Season In Review: Providence FriarsPosted by Will Tucker on April 29th, 2013
The Friars (19-15; 9-9) made huge progress in Ed Cooley’s second year at the helm of the rebuilding project in Providence. After limping through the first half of the season with injuries to key players, chemistry issues and no bench to speak of, the Friars rattled off seven of their last nine games to close out Big East play. They posted their first .500 conference record since 2008-09, and with it earned a trip to the postseason for the first time since 2008-09 as well, losing their first game of the NIT on the road at No. 2 seed Baylor.
Big East coaches pegged the Friars #13 at media day, while we slightly more optimistically ranked them #11 here at the microsite. Ed Cooley returned the Big East’s reigning two-time assists leader in senior Vincent Council, but his highly-anticipated recruiting class had unraveled in the offseason and his frontcourt remained somewhat of a mystery. In short, nobody really knew what to expect from the program that had been a dismal 12-42 (.286) in Big East play since its last postseason bid.
Ed Cooley finally got his team to play on both ends of the floor, stamping out the paper bag defense that was Keno Davis’ indelible legacy in Providence. KenPom ranked the Friars 74th in both adjusted offensive and defensive efficiency –– a figure that, while not outstanding, displayed uncharacteristic balance: Their defense had ranked outside the top 200 in two of the past three years. On paper, only Syracuse was more efficient in defending the three among Big East teams, and Providence snuck into the league’s top 10 in scoring defense as well. At the individual level, it was Bryce Cotton and Kadeem Batts who led the team’s resurgence. In his junior year, Cotton (19.7 PPG, 3.6 RPG, 2.9 APG) stepped into a leadership role few outside of Tucson, Arizona, could have envisioned for the spot-up shooter whose only Division I offer came from Providence. Cotton led the Big East in scoring and three-pointers (98 makes) despite playing more minutes per game (37.8 MPG) than all but six other players in the nation. In the frontcourt, Batts (14.8 PPG, 7.2 RPG, 47.8% FG) fashioned himself into the Big East’s Most Improved Player after an underwhelming sophomore season that left the 6’9″ forward shrouded in uncertainty entering 2012-13.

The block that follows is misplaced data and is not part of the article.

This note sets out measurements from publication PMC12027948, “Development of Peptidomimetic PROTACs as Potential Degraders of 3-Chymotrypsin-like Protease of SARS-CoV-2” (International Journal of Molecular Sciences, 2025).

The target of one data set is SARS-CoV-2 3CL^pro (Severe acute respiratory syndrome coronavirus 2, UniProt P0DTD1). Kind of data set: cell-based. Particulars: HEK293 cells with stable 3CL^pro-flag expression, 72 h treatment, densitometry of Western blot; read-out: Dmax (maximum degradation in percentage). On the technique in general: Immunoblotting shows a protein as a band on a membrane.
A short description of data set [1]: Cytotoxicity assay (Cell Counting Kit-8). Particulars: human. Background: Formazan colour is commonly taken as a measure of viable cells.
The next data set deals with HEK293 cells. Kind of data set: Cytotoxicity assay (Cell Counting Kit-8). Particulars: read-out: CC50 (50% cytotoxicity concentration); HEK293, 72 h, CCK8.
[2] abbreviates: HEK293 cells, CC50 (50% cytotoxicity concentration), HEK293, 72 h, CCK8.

The trouble started for Cooley before the season, with Ricky Ledo declared ineligible and an injured Kris Dunn expected to sit out until after the start of Big East play. Despite being named to the preseason all-Big East First Team, senior point guard Vincent Council regressed in virtually every statistical area after a hamstring injury sidelined him for most of the first six weeks of the season. Promising 6’10″ Arizona transfer Sidiki Johnson inexplicably left the team at the beginning of February, prompting Cooley to declare publicly: “If there are guys who are not on the boat, they can go swim in another one.” Despite gelling in February and making an incredible closing Big East run, the Friars remained six-deep and their thin bench ultimately crushed their momentum. In their Big East Tournament first-round loss to Cincinnati, stars Cotton (5-of-15 FG), Council (1-of-7) and LaDontae Henton (4-of-15) shot a combined 27% from the field and were 0-of-10 from beyond the arc, falling victim to tired legs as each played between 35 and 39 minutes.
Ricky Ledo, Providence fans hardly knew thee. The blue chip freshman declared for the NBA Draft despite never logging an official minute on the court as a Friar. Ed Cooley can look forward to senior leadership from Cotton and Batts, complemented by the promising talents of Henton and sophomores Dunn (5.7 PPG, 4.8 RPG, 3.2 APG) and Josh Fortune (5.5 PPG, 2.4 RPG). The Friars will add four-star 6’6″ wing Brandon Austin to the fold after the Philadelphia prospect opted for Providence over UConn and Texas. Although 6’9″ North Carolina State transfer Tyler Harris will become eligible next season, frontcourt depth will remain a concern.